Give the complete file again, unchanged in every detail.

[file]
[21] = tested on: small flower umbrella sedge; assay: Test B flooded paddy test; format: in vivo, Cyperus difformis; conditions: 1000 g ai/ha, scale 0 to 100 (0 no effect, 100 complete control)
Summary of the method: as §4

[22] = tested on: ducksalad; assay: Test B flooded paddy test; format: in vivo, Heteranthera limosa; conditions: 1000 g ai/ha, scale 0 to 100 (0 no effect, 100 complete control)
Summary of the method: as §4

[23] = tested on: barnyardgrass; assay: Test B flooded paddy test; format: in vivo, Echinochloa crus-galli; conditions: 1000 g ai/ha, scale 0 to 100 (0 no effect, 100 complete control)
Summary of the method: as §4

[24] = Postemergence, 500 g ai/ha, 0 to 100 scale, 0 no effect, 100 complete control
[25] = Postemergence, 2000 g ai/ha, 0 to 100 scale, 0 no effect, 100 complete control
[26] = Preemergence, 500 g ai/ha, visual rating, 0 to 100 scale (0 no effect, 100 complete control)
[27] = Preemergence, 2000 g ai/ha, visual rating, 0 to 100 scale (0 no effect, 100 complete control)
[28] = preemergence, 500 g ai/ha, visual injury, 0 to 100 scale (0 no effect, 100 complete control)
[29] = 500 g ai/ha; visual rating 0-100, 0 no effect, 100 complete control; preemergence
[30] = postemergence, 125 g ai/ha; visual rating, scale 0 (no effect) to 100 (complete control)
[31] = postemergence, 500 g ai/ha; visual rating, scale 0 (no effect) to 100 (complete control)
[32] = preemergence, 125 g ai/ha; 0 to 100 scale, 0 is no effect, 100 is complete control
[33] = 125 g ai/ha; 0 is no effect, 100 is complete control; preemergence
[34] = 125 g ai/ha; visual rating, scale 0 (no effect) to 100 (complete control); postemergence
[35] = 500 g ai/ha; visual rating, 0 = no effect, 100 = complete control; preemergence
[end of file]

[21] = tested on: small flower umbrella sedge; assay: Test B flooded paddy test; format: in vivo, Cyperus difformis; conditions: 1000 g ai/ha, scale 0 to 100 (0 no effect, 100 complete control)
Summary of the method: as §4

[22] = tested on: ducksalad; assay: Test B flooded paddy test; format: in vivo, Heteranthera limosa; conditions: 1000 g ai/ha, scale 0 to 100 (0 no effect, 100 complete control)
Summary of the method: as §4

[23] = tested on: barnyardgrass; assay: Test B flooded paddy test; format: in vivo, Echinochloa crus-galli; conditions: 1000 g ai/ha, scale 0 to 100 (0 no effect, 100 complete control)
Summary of the method: as §4

[24] = Postemergence, 500 g ai/ha, 0 to 100 scale, 0 no effect, 100 complete control
[25] = Postemergence, 2000 g ai/ha, 0 to 100 scale, 0 no effect, 100 complete control
[26] = Preemergence, 500 g ai/ha, visual rating, 0 to 100 scale (0 no effect, 100 complete control)
[27] = Preemergence, 2000 g ai/ha, visual rating, 0 to 100 scale (0 no effect, 100 complete control)
[28] = preemergence, 500 g ai/ha, visual injury, 0 to 100 scale (0 no effect, 100 complete control)
[29] = 500 g ai/ha; visual rating 0-100, 0 no effect, 100 complete control; preemergence
[30] = postemergence, 125 g ai/ha; visual rating, scale 0 (no effect) to 100 (complete control)
[31] = postemergence, 500 g ai/ha; visual rating, scale 0 (no effect) to 100 (complete control)
[32] = preemergence, 125 g ai/ha; 0 to 100 scale, 0 is no effect, 100 is complete control
[33] = 125 g ai/ha; 0 is no effect, 100 is complete control; preemergence
[34] = 125 g ai/ha; visual rating, scale 0 (no effect) to 100 (complete control); postemergence
[35] = 500 g ai/ha; visual rating, 0 = no effect, 100 = complete control; preemergence